GL: That’s obviously one of the things that would have to happen; I’d need to provoke things. Towards the end (of career), Pittsburgh and Montreal had guys like Talbot, Lapierre, who would irritate the hell out of everyone on the other team and they would have the green light to do whatever they wanted because I was there. I could fit in as a fourth line energy guy. I don’t know in Edmonton who would be the energy for the fourth line, but you get a banger that people hate to play against and would want to take their head off.

And when they are playing with a guy like me you can imagine what he would get away with. Imagine what he would do to antagonize the other team more knowing that I was present. This time the guys that I would play with I would tell them to run around and chirp whoever you want and no one’s going to touch you tonight.

If I get a chance teams well see that whoever they put me out with they will all have the same attitude; to feel confident that they are safe being the antagonizers.

And that way I could get people to notice that I haven’t really lost the touch. Remember, I’ve only been gone for two years, and when you’ve been gone for two years and you come back there is something called muscle memory and some things that you never forget and you don’t lose.

It’s not like I’m 45 years old, and been out of the game for ten years. I’ve been out for two years and for those two years I was analysing hockey, I was watching the game. I know the guys that are there, I know the training, and I know what I have to do to get back in shape. I’m crossing my fingers and going to see what will happen.

RB: When you were making your name in the league, you were the young guy coming up and the skilled guys on the team were older than you. Now In Edmonton the skilled guys are the young kids. Do you see a need for a guy in your role in Edmonton?

GL: You know, Edmonton needs it more than anyone else and they don’t have anybody. Last year they were playing this role with Hordichuk, with Ben Eager and not that I have anything against those players, they are really good role players but if you can get a guy, say for example that can do the job and doesn’t take two roster spots, a guy that isn’t on always on the 20-man roster, maybe it is better.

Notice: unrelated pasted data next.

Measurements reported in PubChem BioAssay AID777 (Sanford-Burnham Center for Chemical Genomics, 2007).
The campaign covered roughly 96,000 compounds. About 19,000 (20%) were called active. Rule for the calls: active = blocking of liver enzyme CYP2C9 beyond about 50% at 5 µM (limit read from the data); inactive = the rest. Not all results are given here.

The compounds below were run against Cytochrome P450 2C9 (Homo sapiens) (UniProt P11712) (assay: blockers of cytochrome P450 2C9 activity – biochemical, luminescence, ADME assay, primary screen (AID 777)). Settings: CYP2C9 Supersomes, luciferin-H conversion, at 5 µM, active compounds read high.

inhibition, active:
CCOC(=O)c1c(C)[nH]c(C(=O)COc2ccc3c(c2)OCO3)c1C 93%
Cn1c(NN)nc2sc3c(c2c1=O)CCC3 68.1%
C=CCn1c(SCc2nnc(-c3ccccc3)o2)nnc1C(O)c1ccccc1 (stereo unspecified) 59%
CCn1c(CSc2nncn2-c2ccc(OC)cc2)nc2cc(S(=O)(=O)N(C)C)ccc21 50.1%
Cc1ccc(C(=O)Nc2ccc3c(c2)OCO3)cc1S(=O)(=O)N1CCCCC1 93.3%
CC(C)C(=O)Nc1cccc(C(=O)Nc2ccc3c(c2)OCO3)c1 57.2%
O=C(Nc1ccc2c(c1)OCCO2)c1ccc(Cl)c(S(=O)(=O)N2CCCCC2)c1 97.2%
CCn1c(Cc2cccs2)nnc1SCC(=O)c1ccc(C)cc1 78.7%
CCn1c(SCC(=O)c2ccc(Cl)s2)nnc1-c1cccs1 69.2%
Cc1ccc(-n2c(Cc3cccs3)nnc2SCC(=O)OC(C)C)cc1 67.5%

Teams have 23 players and so you get a few players that might only play against tough teams or whatever, but you need a guy in the lineup that scares people, that intimidates teams and I don’t think that those two guys necessarily do.

Because you have such a young team, you need somebody to protect the core and you need a role player like me. I won’t take somebody’s roster spot because you are an extra, and everything you do is extra. It’s almost like a bonus. I’d be there to complement those guys, to get them to play bigger, play more freely and not be afraid of being run around.

Look at the years that the Oilers had all of their success with Dave Semenko. I know that he could play and that he was a good player but the role hasn’t changed. LA does it for one, they have Westgarth, and even though he didn’t play in the Stanley Cup Finals the reason why all of those guys were able to play in the playoffs and they were healthy was because he was protecting them all year.

The guys on the team know he had a role in helping them win the cup. It was the same as when Dave Brown did it, even though he didn’t play a game in the playoffs, we all remember when Mark Messier gave him the cup and his teammates knew he played a part in getting them to the playoffs.

The tough guy has an important role to play in the regular season games. He has to ensure that when playoff time comes all of those guys (skilled players) are healthy and they are not hampered by injury due to other teams taking advantage of them. They can play the game without having to worry about anything and that is what my role will be; to make sure that the young Oilers team, if they make the playoffs, that the guys are healthy because they didn’t get banged around all season long.


I doubt we’ll see smiling Georges when he returns. He sounds like a man with something to prove and he’s hoping for an opportunity. I’m certain numerous teams will offer him an invite to training camp. In the preseason you are required to dress ten “veterans” every night, and like Laraque said maybe they will just use him to fill up one of those spots so regular veterans won’t have to play.

If Laraque is willing to intimidate with his gloves on and off I’m sure he’ll garner some interest, especially from teams in the tougher Eastern Conference.